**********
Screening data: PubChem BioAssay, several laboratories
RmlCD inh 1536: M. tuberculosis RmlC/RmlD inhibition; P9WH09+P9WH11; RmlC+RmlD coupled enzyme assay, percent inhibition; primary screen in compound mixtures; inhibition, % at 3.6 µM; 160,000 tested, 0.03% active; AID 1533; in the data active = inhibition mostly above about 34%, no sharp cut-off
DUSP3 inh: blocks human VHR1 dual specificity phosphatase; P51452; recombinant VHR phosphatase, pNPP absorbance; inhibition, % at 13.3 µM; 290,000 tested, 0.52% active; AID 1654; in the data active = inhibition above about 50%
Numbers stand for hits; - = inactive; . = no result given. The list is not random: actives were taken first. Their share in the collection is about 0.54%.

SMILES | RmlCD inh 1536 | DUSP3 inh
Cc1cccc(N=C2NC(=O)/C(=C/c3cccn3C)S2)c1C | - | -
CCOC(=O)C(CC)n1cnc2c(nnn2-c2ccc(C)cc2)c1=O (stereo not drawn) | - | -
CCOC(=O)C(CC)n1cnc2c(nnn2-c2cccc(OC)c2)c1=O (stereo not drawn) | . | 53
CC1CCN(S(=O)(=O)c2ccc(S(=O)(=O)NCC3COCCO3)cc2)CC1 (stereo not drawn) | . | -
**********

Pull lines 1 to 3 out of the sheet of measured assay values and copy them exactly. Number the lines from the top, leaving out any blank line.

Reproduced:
Screening data: PubChem BioAssay, several laboratories
RmlCD inh 1536: M. tuberculosis RmlC/RmlD inhibition; P9WH09+P9WH11; RmlC+RmlD coupled enzyme assay, percent inhibition; primary screen in compound mixtures; inhibition, % at 3.6 µM; 160,000 tested, 0.03% active; AID 1533; in the data active = inhibition mostly above about 34%, no sharp cut-off
DUSP3 inh: blocks human VHR1 dual specificity phosphatase; P51452; recombinant VHR phosphatase, pNPP absorbance; inhibition, % at 13.3 µM; 290,000 tested, 0.52% active; AID 1654; in the data active = inhibition above about 50%